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Discussion Starter · #1 ·
Hello all,
I'm hoping you guys can help me with my 289 build. I also hope this post doesn’t make me come off as a long-winded *******, but I tried to be as clear about my goals for the vehicle to avoid as much ambiguity as possible and justify the decisions I’m making. Anyhow, here it goes:

Basic info about the vehicle: The engine will be going into my '65 Ranchero that has a T10 four-speed, 8" rear end with Truetrac differential and 3.25 gears. The weight of the vehicle should be about 3000 lbs. The vehicle is currently running around with a mild 302 that my pops 'loaned' to me.

Basic goals for the build:
1. Reliable and fun - the ranchero is my nice weather daily. Whatever I put in here needs to be solid/good quality. I will sacrifice peak performance if the tradeoff is increased reliability and longevity. And I plan on putting a lot of miles on the car, so it should be fun to drive, too.
2. I'm running Holley Sniper EFI (4150) mounted to an Edelbrock performer RPM intake manifold on the 302 that's currently in there, and I want to retain that setup on the new engine.
3. Make the motor as "rev-happy" as I can while still maintaining hydraulic flat tappet cam/lifters. My goal here is to make power at or above 6000 rpm without destroying the drivability. Don’t ask me why I have a thing for high revving V8’s - I don’t know, it just makes me happy. I know solid lifters would be better for high RPM's but I really don't want to be bothered with adjusting them.
4. Has to run on 91 octane or lower. I'd like to run ~10:1 CR with aluminum heads (right now I'm leaning towards AFR 165's but am open to suggestions). Also, I don’t think 10:1 compression is particularly aggressive, but if anyone knows that the higher compression might hinder the longevity of the motor, I’d appreciate any input.
5. I plan on reusing stock block, crank, and rods. I will have the rotating assembly balanced, journals polished, rods shot-peened, and will be adding ARP hardware for entire rotating assembly.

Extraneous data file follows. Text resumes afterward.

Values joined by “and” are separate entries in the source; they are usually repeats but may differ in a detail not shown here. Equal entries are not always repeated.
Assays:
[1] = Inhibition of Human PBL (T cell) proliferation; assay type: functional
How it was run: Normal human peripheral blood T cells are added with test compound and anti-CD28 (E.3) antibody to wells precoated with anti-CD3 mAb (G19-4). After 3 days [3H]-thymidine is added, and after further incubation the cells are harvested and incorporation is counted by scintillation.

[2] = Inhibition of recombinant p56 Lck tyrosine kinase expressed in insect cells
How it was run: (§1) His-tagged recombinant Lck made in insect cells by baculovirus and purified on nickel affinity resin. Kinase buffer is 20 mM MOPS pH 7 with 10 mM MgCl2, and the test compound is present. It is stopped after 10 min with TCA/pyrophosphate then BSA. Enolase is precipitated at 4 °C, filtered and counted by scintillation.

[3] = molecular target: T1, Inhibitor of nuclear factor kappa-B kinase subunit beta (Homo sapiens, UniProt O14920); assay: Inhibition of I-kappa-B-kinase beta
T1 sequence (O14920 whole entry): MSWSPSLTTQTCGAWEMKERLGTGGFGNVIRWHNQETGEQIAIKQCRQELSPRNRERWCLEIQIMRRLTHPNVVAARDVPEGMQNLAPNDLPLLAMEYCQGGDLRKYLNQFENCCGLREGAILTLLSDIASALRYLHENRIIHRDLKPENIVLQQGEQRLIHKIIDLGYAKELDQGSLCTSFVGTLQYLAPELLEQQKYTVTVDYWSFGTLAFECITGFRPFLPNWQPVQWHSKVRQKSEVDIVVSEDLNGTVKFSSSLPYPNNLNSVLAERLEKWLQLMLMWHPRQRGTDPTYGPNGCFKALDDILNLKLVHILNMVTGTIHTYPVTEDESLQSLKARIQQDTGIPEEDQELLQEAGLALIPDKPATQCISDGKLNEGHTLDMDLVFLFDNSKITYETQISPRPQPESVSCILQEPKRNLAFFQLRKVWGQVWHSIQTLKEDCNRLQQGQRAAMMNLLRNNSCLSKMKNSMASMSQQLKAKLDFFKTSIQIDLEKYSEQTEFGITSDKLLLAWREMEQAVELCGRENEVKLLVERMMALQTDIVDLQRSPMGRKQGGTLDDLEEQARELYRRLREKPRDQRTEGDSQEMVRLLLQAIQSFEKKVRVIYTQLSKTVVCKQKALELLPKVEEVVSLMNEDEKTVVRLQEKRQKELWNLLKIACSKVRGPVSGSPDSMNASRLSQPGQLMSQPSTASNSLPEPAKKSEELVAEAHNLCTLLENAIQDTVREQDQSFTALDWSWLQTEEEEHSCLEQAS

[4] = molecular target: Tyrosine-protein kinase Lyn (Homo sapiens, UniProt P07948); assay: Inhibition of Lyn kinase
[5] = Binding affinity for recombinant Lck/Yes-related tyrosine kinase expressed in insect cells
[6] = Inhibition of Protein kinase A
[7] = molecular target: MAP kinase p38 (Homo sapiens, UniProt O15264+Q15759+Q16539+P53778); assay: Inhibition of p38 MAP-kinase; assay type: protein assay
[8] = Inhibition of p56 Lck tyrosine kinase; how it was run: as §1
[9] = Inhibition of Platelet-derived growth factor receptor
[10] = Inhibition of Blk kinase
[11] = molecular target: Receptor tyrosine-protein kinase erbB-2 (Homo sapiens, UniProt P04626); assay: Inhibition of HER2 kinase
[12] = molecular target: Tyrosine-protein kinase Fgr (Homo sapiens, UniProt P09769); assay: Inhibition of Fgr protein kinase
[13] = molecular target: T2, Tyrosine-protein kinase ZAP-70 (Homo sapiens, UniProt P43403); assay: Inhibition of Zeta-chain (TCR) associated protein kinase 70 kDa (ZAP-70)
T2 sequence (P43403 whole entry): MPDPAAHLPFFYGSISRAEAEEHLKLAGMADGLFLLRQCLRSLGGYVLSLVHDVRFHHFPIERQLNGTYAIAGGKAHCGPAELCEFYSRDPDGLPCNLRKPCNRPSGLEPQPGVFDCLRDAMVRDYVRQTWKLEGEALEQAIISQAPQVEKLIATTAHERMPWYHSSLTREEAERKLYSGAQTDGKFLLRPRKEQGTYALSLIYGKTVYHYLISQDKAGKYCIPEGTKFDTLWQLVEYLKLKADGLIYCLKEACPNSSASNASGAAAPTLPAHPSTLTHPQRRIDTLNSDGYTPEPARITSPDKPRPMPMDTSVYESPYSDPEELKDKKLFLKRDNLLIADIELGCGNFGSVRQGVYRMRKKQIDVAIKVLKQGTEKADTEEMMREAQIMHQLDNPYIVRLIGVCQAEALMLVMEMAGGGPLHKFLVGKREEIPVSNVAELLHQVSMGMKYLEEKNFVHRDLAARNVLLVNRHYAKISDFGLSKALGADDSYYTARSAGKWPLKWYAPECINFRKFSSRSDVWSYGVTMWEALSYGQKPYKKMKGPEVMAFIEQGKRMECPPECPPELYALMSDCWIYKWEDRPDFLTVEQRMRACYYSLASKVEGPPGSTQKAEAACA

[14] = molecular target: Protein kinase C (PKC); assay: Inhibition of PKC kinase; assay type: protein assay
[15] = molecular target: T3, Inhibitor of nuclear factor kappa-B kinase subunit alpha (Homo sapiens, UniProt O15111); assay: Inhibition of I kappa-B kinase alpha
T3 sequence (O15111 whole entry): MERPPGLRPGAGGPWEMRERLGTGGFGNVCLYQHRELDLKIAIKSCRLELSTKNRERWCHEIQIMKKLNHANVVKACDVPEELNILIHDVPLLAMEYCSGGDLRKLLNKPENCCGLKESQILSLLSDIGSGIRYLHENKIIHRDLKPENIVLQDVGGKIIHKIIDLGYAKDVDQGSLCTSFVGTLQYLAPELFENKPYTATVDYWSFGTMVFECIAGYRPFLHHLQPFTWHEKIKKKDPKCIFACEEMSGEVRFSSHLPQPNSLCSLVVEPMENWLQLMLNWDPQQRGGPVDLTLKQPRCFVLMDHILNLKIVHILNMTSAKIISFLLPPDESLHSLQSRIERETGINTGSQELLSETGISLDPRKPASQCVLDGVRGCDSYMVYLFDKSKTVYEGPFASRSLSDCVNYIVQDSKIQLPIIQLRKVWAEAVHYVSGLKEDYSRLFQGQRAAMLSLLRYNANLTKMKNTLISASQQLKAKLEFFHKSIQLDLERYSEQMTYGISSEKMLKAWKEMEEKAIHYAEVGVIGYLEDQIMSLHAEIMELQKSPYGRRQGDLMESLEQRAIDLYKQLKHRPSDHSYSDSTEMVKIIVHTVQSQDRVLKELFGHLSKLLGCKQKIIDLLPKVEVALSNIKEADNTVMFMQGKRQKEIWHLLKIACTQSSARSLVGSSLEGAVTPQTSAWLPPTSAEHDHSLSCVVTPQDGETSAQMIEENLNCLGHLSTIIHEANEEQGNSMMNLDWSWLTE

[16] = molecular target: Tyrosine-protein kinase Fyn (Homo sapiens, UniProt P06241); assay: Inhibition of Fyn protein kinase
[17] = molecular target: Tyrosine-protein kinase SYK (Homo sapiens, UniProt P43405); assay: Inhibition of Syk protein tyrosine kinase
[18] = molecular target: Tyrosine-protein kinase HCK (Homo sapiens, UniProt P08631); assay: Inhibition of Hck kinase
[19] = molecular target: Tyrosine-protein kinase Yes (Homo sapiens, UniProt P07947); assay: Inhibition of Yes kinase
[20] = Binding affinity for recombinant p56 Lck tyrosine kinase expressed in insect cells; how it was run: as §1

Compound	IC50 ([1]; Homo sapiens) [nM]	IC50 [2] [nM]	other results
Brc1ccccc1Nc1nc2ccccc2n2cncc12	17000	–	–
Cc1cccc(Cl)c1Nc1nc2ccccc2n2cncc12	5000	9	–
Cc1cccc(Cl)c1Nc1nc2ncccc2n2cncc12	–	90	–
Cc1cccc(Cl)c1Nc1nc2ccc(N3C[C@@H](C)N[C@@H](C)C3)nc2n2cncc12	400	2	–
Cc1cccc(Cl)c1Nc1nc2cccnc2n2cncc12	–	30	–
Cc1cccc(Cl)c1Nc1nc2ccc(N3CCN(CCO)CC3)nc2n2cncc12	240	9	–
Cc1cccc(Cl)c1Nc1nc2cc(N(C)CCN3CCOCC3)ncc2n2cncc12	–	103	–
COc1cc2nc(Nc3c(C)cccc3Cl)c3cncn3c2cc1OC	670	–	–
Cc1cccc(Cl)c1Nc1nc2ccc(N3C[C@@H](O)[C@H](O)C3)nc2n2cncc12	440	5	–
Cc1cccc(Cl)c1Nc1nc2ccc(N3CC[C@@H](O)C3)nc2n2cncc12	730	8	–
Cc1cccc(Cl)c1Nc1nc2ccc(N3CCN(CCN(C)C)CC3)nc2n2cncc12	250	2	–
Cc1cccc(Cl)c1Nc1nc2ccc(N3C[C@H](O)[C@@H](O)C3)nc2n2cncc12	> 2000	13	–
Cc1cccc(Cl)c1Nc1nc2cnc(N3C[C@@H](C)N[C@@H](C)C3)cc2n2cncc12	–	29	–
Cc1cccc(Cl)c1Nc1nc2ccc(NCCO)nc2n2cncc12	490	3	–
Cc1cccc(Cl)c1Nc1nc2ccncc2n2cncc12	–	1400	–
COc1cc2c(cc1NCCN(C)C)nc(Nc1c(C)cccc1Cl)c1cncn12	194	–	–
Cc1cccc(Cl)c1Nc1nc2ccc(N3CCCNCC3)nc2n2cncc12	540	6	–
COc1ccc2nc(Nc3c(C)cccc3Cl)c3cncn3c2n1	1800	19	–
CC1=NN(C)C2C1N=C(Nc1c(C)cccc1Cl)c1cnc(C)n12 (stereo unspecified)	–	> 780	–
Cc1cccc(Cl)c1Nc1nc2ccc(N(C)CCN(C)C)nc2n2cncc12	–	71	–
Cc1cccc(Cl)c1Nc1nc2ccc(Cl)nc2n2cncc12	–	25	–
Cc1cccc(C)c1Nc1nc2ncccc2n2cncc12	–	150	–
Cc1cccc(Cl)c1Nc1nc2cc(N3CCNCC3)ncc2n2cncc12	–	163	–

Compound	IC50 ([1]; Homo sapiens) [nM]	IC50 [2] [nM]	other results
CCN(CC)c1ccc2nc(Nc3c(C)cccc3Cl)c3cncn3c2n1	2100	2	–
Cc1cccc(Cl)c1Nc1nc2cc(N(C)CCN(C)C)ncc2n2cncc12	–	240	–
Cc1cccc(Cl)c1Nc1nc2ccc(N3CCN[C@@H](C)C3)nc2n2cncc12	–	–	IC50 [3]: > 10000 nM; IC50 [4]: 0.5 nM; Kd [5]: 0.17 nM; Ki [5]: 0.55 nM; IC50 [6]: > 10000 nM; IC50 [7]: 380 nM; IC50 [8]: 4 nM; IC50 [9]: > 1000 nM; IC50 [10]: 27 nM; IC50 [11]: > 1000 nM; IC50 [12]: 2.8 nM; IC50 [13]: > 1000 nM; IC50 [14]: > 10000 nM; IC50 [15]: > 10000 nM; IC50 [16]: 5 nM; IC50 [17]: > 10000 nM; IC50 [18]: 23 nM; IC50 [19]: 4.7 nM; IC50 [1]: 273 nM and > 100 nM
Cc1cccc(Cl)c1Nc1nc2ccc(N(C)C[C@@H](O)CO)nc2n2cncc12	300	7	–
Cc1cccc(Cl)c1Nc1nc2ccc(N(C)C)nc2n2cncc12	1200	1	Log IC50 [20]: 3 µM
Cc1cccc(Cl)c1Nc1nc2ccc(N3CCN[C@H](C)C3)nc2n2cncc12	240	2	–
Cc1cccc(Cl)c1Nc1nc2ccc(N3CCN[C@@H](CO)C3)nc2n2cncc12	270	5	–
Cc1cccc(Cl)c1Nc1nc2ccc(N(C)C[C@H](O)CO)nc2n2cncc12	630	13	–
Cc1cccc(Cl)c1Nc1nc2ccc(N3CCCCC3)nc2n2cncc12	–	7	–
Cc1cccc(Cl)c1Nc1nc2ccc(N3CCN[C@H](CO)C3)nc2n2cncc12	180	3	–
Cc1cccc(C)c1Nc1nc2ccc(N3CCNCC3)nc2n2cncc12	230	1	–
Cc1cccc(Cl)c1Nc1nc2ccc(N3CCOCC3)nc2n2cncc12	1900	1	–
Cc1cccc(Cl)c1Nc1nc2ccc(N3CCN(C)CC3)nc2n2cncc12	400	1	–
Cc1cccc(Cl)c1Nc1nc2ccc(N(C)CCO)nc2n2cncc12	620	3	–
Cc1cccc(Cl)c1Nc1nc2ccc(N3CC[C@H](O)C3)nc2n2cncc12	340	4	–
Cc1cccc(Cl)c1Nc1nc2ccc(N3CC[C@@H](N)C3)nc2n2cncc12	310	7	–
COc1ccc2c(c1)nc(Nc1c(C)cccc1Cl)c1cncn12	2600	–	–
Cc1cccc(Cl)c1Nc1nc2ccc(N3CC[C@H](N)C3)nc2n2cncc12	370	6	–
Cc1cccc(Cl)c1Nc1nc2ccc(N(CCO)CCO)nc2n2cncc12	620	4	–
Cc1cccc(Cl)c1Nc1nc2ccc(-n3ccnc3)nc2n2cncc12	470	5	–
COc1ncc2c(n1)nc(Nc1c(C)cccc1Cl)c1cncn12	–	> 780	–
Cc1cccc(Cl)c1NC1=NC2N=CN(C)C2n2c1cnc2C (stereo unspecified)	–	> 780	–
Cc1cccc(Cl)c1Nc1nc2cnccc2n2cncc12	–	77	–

Areas where I'm looking for suggestions:
1. Selecting cam/lifter combo - I basically want the mildest cam that will make power up to/over 6k. The EFI seems to be able to smooth rough idles out fairly well, but halfway decent idle quality would be nice. Right now I’m looking at these two options, but I am very much open to suggestions:

Comp Cams FS XE274H-10
Duration at 050" Lift: 230 int./236 exh.
Lift: 0.520 int./0.523 exh.
LSA: 110

Or

Howards MC210951-10
Duration at 050" Lift: 221 int./231 exh.
Lift: 0.501 int./0.501 exh.
LSA: 110


2. Selecting rocker arms - I have never used anything other than OEM rocker arms, so I’m not sure what I need here. I plan on getting full rollers and retaining a 1.6 ratio. Who makes good quality arms or are there any that I should avoid?

3. Harmonic balancer questions - I am looking for 28oz External Balance, correct? Are the ATI/other more expensive ones worth the extra money or will the more budget-friendly ones serve me well enough?

4. Pistons - As I mentioned above, I’d like to hover right around 10:1 compression. With the 58cc chambers on the AFR’s, the calculator I used indicates that the Keith Black KB116KTM-030 pistons (2.6cc dome) will yield me ~10.0:1 with a .041” head gasket and .01” deck clearance. Do any of you guys know if I would have any issues running these pistons? The AFR165’s have 1.9” intake valves and 1.6” exhaust valves, for reference.

Thanks in advance for any suggestions/input!
-Chris
 

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Race prep the crank
Get some forged rods
The AFR Renegade heads look like a good choice
you will need a roller cam for them, and you goal IMHO
Best to get shopping for that
Maybe this
Trick Flow Specialties TFS-51403001 Trick Flow® Track Max® Hydraulic Roller Camshafts for Ford 5.0L | Summit Racing

or larger



Something to think about is Quench. You need to spec the compression height of the pistons. Also I would not run a dome .
Best to get some slugs that will be in the hole only a few thou. so you can get a .045 or tighter quench
 

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Discussion Starter · #4 ·
Thanks for the responses guys, but as I mentioned in the original post:

5. I plan on reusing stock block, crank, and rods. I will have the rotating assembly balanced, journals polished, rods shot-peened, and will be adding ARP hardware for entire rotating assembly.

I have most of the bottom end figured out, just looking for suggestions with pistons and cam selections.

Thanks!
 

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Forged flat top from DSS Pistons is an affordable option, just $349 set.
3cc valve relief and combined with 58cc chamber heads gets 9.4:1 compression. Deck the block .010" to zero deck it gets you 9.6:1

You will have to retain the slightly longer 5.155" 289 rod and 2.87" stroke 289 crank to get parts stack to come out correct.

8720-4000 289 / 302 / 5.0 SBF 289 - 302 E Series -3cc Flat Top Inline Piston Set. 4.000 bore (dssracing.com)

On the harmonic damper choice, Powerbond would be a good lower budget choice. Yes, your 289 would be 28oz.